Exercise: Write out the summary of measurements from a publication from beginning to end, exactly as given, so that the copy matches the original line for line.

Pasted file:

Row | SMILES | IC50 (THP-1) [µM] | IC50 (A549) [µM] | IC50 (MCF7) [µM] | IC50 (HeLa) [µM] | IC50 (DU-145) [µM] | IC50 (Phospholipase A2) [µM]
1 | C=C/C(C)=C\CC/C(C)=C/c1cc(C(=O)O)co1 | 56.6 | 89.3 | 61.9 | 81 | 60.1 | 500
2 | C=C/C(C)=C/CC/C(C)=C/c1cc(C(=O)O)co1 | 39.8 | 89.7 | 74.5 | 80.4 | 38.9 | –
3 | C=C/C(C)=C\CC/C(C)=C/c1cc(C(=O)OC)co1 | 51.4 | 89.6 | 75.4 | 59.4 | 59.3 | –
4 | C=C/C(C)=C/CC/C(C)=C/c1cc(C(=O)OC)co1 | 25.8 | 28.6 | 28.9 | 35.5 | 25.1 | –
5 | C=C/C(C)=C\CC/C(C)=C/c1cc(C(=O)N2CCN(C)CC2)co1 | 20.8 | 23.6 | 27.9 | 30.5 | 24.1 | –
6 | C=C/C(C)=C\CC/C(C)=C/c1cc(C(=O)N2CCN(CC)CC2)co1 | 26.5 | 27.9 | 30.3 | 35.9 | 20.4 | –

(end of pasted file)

Row | SMILES | IC50 (THP-1) [µM] | IC50 (A549) [µM] | IC50 (MCF7) [µM] | IC50 (HeLa) [µM] | IC50 (DU-145) [µM] | IC50 (Phospholipase A2) [µM]
1 | C=C/C(C)=C\CC/C(C)=C/c1cc(C(=O)O)co1 | 56.6 | 89.3 | 61.9 | 81 | 60.1 | 500
2 | C=C/C(C)=C/CC/C(C)=C/c1cc(C(=O)O)co1 | 39.8 | 89.7 | 74.5 | 80.4 | 38.9 | –
3 | C=C/C(C)=C\CC/C(C)=C/c1cc(C(=O)OC)co1 | 51.4 | 89.6 | 75.4 | 59.4 | 59.3 | –
4 | C=C/C(C)=C/CC/C(C)=C/c1cc(C(=O)OC)co1 | 25.8 | 28.6 | 28.9 | 35.5 | 25.1 | –
5 | C=C/C(C)=C\CC/C(C)=C/c1cc(C(=O)N2CCN(C)CC2)co1 | 20.8 | 23.6 | 27.9 | 30.5 | 24.1 | –
6 | C=C/C(C)=C\CC/C(C)=C/c1cc(C(=O)N2CCN(CC)CC2)co1 | 26.5 | 27.9 | 30.3 | 35.9 | 20.4 | –